Muay Thai – Kickboxing – Children’s Classes – GRIT

The Iraq diaries – A PREQUEL


Click here to read part 1 if you would rather jump right into the series, or if you prefer context and timeline of how I ended up in Iraq prior to this series then read on...

The Iraq diaries (emails) where an unplanned collection of emails home during my work on deployment. After the event, I wanted to record them and was overwhelmed by the interest people had in reading them. I got questions that now seem obvious after they were released, as to how I came to be working in Iraq. You could read my short bio located in these articles or read below for a more specific recollection. People that know me know, mostly meet me through Muay Thai and other small business work and have no idea how someone could come to be qualified to do the work for which I was employed. (and why I would ever want to)

When you employ someone for a critical role as you get older, you go for competence, trust and confidence they will get the job done. I was happy working at Phoenix and growing it, competing, and building the team. I was not focused on going back to any military work then one day, someone who knew me from my time in the Army dropped in to train. We started talking about what he was doing now then bam. He asked what I was doing. He was working in Iraq as the Ops manager for Control Risk Group (CRG) and said they needed good people. (Everyone I worked with later was ex Aussie/Kiwi or British Military)  

It sounded fantastic. I could run the gym and have a back-to-back (someone I job shared with) so could come and go. The gym was good, but this was something completely different and I could still run the gym as I had great people backing me up that I could trust. It was like going on deployment but with higher pay, higher risk and more flexibility. It was not a done thing though. I had to do an interview in Sydney, get CV checked out. Fly there and on arrival – go through a quick make or break testing. Overall, it was based on the trust I could be competent from my previous work experience and references.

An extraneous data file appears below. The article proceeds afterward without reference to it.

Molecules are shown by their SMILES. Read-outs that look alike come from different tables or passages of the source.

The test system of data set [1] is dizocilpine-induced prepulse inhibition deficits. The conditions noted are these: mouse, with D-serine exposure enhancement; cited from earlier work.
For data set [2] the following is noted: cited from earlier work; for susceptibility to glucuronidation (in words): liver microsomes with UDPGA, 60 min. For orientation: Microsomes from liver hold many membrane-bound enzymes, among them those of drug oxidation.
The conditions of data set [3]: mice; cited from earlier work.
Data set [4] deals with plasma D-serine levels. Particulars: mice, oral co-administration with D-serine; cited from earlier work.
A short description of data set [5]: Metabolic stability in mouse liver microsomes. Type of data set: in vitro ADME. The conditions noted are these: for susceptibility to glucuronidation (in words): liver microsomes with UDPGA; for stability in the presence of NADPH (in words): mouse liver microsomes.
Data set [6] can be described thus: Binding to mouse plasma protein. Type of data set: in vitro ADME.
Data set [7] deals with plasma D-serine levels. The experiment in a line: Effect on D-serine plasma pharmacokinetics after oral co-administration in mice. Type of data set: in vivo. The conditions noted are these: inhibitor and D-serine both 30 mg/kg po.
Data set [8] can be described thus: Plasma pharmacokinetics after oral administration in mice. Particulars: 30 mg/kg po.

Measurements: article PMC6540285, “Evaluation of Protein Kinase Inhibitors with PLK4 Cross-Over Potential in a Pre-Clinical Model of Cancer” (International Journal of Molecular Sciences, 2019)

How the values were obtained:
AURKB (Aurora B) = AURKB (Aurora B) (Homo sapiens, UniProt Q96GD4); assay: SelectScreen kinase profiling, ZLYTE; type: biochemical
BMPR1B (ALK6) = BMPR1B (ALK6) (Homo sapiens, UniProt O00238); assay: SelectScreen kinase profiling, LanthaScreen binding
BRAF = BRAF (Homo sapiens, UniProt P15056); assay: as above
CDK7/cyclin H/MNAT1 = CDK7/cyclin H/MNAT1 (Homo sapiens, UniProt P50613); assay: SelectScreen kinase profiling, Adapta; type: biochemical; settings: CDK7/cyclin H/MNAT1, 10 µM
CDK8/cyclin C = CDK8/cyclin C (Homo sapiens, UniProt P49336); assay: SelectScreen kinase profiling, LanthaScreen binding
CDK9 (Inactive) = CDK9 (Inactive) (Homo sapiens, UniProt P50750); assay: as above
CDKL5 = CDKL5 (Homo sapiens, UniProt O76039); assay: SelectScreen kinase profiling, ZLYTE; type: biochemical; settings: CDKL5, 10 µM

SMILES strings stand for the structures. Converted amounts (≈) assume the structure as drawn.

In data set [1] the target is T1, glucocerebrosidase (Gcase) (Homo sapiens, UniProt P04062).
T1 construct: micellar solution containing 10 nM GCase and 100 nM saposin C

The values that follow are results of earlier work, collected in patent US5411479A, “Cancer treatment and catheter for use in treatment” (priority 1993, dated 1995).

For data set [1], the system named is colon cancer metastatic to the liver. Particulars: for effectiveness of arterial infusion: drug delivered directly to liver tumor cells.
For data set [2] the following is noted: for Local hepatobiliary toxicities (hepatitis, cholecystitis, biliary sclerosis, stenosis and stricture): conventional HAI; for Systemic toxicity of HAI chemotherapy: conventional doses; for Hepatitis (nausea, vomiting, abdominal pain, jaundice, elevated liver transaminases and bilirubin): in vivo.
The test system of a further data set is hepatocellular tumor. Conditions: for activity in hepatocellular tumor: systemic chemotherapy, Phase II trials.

I was in the Army. I graduated from the Royal Military College and went on to become a Military Police Officer. I did multiple courses but specialised in threat assessments and doing personal protection work and managing it. I did state police close personal protection (CPP) and Witness Protection courses, the Army CPP course. I did them, then instructed them. I then transferred to Intelligence Corp and did some joint warfare and courses with the police again. My time was spent training and doing exercises and courses. Collaborating closely with great people and building my skills. I never got the chance to deploy and got bored in the Army as I was promoted and expected to do staff/desk work and follow a career path mapped out for me that I was too adventurous, too immature and too excited about life to do.

I then had a huge accident and shattered my right knee and a few other parts. I had to go into permanent rehab hospital for 2 months and rebuild myself. At the time I thought I could go nowhere in the Army and my world had ended. I was not fit enough to do the specialist work I was training for. I was on the edge of some great postings and work with special forces as an Intelligence officer and I was shattered about it. So, I sucked it up, rebuilt myself physically and went back to work. I got fit, really fit but I just couldn’t get fit enough to be passed for deployment. The Army at the time wasn’t going anywhere either and I didn’t feel like I was a good peace time officer (I still don’t). Management and desk jobs seemed to be my future. I did not realize at the time that I just had to keep working on my fitness and I would have been fit enough again to do anything. As I proved after I left the Army, in disappointment in my career path being limited. I was just too impatient; I did not know my own tenacity, and no one really advised me to stick it out. I had another dream, I was going to be a fighter, a champion trainer and make my own way.

Then after 5 years of running Phoenix, I got the opportunity to go on deployment and test myself in operations. I was fit, strong and keeping up my skills. I was still engaged with the Army, as I was doing contract work for Defence doing investigations into security breaches to make ends meet. What I always wanted from the Army was real work, deployment and to evaluate if I could do it. To see if I would be found ‘wanting’ or if I could deliver under pressure, under fire and test my skills and self. So, I stepped up and 6 weeks later, was in Iraq as the ‘war’ started to kick off bigger and bigger every day.

Now you know how I got there and why.


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